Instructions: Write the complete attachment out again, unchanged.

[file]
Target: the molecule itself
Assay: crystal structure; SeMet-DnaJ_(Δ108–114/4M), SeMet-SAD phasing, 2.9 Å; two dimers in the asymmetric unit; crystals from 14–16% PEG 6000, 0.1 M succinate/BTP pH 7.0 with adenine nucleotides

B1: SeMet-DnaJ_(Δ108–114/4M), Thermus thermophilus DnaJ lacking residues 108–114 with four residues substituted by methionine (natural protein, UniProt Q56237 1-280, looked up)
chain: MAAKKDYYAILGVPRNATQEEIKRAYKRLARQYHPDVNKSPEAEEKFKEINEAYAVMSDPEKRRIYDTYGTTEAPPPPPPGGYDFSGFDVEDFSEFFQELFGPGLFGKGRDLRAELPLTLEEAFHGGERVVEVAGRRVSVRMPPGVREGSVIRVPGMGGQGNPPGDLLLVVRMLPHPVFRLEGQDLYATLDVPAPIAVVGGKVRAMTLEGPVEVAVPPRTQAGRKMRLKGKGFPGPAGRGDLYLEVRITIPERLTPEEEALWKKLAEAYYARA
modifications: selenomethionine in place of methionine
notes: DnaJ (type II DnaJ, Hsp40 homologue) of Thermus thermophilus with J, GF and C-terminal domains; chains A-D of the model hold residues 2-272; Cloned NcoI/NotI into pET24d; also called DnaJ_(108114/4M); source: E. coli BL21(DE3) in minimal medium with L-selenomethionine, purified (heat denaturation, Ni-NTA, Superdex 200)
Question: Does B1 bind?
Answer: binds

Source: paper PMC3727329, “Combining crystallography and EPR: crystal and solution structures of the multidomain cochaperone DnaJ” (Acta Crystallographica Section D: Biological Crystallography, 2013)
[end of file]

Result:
Target: the molecule itself
Assay: crystal structure; SeMet-DnaJ_(Δ108–114/4M), SeMet-SAD phasing, 2.9 Å; two dimers in the asymmetric unit; crystals from 14–16% PEG 6000, 0.1 M succinate/BTP pH 7.0 with adenine nucleotides

B1: SeMet-DnaJ_(Δ108–114/4M), Thermus thermophilus DnaJ lacking residues 108–114 with four residues substituted by methionine (natural protein, UniProt Q56237 1-280, looked up)
chain: MAAKKDYYAILGVPRNATQEEIKRAYKRLARQYHPDVNKSPEAEEKFKEINEAYAVMSDPEKRRIYDTYGTTEAPPPPPPGGYDFSGFDVEDFSEFFQELFGPGLFGKGRDLRAELPLTLEEAFHGGERVVEVAGRRVSVRMPPGVREGSVIRVPGMGGQGNPPGDLLLVVRMLPHPVFRLEGQDLYATLDVPAPIAVVGGKVRAMTLEGPVEVAVPPRTQAGRKMRLKGKGFPGPAGRGDLYLEVRITIPERLTPEEEALWKKLAEAYYARA
modifications: selenomethionine in place of methionine
notes: DnaJ (type II DnaJ, Hsp40 homologue) of Thermus thermophilus with J, GF and C-terminal domains; chains A-D of the model hold residues 2-272; Cloned NcoI/NotI into pET24d; also called DnaJ_(108114/4M); source: E. coli BL21(DE3) in minimal medium with L-selenomethionine, purified (heat denaturation, Ni-NTA, Superdex 200)
Question: Does B1 bind?
Answer: binds

Source: paper PMC3727329, “Combining crystallography and EPR: crystal and solution structures of the multidomain cochaperone DnaJ” (Acta Crystallographica Section D: Biological Crystallography, 2013)